Getting High in Arizona

July 5, 2023 | 0 Comments

Non-residents who haven’t had the joy of visiting the state often have very narrow perceptions of Arizona, often starting with the Grand Canyon and Saguaros. “Desert” and “Phoenix” also rank high. Birders from around the world are aware that there are many “Mexican” species that cross the border, making this a must-see state for serious listers. Those who know about copper extraction may simply think that Arizona is just a state of mined. And then there are those who can only think about “the Wall” to keep out “illegal aliens,” as if we were under attack from outer space. While […]

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Turtle Talk

June 2, 2023 | 0 Comments

Turtle Talk, by Walt Anderson It’s time to talk turtle! There are about 360 living species of turtles in the world, about 3% of reptilian diversity. Arizona is a herpetologist’s paradise when it comes to reptiles (impressive lizard and rattlesnake diversity, for example), though only 6 of the 107 native reptiles in the state are turtles. General aridity, of course, doesn’t favor aquatic animals, and our half-dozen native turtles include two (Desert Tortoise and Ornate Box Turtle) that are terrestrial, though the latter will take a dip now and then. The turtles we see most often in Arizona are non-native, […]

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Monsoon Magic, by Walt Anderson

October 27, 2022 | 0 Comments

Arizona is a land of contrasts, and nothing illustrates that better than a generous monsoon season in the midst of a long-term drought. Buenos Aires National Wildlife Refuge is a biodiversity hotspot, blessed with vast grasslands, rich riparian areas, and the unique mountain ecosystems in Brown Canyon in the Baboquivaris. Best of all, it is protected from development and thus one of the prime places to see the best of nature in a world becoming ever more dominated by the works of humans. Nature is resilient. When conditions are ideal like this summer, the landscape bursts with life. Hidden seedbanks […]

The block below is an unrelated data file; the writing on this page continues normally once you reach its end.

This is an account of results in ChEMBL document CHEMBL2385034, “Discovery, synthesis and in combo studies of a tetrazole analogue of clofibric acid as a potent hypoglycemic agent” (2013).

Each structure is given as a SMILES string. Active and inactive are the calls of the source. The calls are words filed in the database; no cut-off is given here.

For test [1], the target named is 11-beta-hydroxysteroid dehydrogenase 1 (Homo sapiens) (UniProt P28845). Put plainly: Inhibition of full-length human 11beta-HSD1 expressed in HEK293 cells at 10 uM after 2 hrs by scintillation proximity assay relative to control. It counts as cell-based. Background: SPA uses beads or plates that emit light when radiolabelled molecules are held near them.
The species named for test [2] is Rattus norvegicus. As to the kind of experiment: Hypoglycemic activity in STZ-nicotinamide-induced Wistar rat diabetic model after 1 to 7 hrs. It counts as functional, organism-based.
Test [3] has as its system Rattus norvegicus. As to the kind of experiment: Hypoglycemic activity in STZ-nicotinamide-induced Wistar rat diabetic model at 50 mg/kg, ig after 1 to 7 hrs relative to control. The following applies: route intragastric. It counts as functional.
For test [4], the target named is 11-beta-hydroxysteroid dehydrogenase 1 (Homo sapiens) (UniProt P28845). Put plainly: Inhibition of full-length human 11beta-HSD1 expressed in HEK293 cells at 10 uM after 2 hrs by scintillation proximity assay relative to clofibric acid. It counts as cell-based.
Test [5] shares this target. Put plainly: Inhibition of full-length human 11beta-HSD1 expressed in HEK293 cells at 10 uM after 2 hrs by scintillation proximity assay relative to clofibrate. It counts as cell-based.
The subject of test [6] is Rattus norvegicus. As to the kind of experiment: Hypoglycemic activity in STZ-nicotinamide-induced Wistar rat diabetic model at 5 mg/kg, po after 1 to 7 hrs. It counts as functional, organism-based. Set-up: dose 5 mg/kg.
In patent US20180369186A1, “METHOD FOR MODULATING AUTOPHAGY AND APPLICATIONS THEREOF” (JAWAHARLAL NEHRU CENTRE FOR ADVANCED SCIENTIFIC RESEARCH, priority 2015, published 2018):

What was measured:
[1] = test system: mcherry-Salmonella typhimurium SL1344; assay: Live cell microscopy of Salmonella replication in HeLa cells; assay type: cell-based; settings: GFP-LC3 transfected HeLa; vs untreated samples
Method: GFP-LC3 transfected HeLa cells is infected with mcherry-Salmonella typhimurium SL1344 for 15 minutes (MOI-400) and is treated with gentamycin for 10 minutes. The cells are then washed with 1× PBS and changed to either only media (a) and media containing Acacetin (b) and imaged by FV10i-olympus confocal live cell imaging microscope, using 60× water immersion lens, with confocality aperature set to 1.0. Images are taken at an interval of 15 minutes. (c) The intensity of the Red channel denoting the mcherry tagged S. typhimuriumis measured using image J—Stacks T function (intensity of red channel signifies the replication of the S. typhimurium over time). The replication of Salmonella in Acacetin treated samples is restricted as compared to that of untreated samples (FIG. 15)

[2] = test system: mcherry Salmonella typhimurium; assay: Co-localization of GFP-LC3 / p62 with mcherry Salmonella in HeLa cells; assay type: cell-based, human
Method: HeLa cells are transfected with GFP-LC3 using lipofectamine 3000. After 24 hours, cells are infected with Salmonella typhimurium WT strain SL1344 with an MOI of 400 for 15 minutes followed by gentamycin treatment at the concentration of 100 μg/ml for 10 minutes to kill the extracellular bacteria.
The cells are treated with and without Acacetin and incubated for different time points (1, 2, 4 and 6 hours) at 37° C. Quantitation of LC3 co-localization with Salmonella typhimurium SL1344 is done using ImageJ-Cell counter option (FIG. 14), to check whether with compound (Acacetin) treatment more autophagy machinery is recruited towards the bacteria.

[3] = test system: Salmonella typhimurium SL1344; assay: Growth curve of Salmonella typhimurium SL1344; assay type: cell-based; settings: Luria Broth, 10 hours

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Hairy Woodpecker

July 29, 2022 | 0 Comments

by Walt Anderson The Hairy Woodpecker has one of the largest ranges of any North American bird. In fact, it is found in forested areas from Alaska to Panama. This bird is striking in more ways than one, so let’s take a closer look at this common neighbor of ours. Almost anyone can recognize a woodpecker, the only good kind of chiseler. Their basic body plan is pretty similar within the family: 224 species found around the world. That powerful, chisel-like bill is the most distinctive feature, though there are plenty of anatomical similarities to clinch the deal. The Hairy […]

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National Pollinator Week

June 22, 2022 | 0 Comments

Today is World Camel Day, and though I admire the lanky beasts, I chose instead to call our attention to National Pollinator Week. Early plants relied on spores for reproduction, and some present ones (e.g., ferns) still do. Wind served to disperse the pollen of gymnosperms, and they had their heyday too, but it was the evolution of Angiosperms that relied on pollen transfer with the aid of animals that really caused a botanical revolution. Today, the great diversity of plants is dependent upon the even greater diversity of animals, particularly insects. Much of our food supply is dependent on pollinators of various kinds, yet our increasing reliance on industrial agriculture, along with its overuse of chemical fertilizers and “pesticides,” is threatening native biodiversity and sometimes even the future of the plants we depend on.